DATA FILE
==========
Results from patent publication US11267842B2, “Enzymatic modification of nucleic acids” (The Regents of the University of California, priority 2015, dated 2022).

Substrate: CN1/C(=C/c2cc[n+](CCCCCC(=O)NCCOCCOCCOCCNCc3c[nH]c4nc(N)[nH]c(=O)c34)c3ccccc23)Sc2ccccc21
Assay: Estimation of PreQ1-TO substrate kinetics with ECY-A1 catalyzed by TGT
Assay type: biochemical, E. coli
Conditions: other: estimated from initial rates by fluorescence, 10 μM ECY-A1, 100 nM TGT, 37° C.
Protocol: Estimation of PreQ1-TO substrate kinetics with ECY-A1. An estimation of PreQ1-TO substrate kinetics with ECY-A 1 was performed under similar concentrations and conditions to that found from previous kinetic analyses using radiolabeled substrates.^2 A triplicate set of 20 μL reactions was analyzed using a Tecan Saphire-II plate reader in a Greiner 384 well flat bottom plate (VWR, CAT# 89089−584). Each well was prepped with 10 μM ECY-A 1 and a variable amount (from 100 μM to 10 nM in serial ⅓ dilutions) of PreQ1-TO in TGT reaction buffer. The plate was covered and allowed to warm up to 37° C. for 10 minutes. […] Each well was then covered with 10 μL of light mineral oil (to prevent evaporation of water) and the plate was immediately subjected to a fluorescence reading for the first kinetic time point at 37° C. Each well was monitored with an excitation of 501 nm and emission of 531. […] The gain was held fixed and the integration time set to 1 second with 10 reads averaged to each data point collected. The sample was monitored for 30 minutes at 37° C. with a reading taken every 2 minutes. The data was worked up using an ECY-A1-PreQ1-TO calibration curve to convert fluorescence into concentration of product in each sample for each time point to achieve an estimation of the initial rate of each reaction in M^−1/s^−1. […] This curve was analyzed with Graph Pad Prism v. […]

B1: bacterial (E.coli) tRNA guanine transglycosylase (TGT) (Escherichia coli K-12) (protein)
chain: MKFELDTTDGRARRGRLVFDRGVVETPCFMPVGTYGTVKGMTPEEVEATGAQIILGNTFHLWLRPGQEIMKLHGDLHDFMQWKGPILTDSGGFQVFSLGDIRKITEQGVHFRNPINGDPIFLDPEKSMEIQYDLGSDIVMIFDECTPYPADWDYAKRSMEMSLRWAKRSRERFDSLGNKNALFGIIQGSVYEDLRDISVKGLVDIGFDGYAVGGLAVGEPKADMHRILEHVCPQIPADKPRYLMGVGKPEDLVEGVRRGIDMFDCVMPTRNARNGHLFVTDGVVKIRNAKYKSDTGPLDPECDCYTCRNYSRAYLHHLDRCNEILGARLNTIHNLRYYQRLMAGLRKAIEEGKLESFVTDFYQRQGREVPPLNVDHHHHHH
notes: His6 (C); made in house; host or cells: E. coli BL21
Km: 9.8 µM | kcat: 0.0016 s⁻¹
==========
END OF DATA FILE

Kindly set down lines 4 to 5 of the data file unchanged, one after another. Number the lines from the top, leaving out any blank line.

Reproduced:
Assay type: biochemical, E. coli
Conditions: other: estimated from initial rates by fluorescence, 10 μM ECY-A1, 100 nM TGT, 37° C.